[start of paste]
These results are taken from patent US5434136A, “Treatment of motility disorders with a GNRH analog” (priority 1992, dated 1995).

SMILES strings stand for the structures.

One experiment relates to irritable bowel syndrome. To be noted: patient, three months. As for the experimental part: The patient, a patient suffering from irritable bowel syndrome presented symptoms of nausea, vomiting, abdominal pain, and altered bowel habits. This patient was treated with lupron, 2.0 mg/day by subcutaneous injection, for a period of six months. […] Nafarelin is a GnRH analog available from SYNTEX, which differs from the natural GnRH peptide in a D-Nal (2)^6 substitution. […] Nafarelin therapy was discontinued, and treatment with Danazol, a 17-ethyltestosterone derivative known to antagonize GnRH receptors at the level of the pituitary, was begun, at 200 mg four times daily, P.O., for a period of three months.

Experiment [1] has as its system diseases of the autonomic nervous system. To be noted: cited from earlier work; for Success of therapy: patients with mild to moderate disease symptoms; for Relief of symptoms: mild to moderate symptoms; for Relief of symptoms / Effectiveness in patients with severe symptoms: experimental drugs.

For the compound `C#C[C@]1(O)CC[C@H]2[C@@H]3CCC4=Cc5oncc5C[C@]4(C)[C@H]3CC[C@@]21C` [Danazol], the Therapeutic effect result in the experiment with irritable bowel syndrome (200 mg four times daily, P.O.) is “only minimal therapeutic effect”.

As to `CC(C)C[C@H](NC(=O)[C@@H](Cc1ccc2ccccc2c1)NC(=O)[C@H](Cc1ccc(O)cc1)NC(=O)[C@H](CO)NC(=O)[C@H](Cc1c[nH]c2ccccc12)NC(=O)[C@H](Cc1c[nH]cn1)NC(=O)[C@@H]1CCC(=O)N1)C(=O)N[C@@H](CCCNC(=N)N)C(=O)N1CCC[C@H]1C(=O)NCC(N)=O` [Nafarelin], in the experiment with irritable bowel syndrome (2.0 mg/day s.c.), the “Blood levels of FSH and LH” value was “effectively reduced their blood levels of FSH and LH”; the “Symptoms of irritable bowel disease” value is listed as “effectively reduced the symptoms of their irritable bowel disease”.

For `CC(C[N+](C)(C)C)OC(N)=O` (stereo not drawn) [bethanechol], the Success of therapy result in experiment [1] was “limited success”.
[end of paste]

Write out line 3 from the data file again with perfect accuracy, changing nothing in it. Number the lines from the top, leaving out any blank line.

One experiment relates to irritable bowel syndrome. To be noted: patient, three months. As for the experimental part: The patient, a patient suffering from irritable bowel syndrome presented symptoms of nausea, vomiting, abdominal pain, and altered bowel habits. This patient was treated with lupron, 2.0 mg/day by subcutaneous injection, for a period of six months. […] Nafarelin is a GnRH analog available from SYNTEX, which differs from the natural GnRH peptide in a D-Nal (2)^6 substitution. […] Nafarelin therapy was discontinued, and treatment with Danazol, a 17-ethyltestosterone derivative known to antagonize GnRH receptors at the level of the pituitary, was begun, at 200 mg four times daily, P.O., for a period of three months.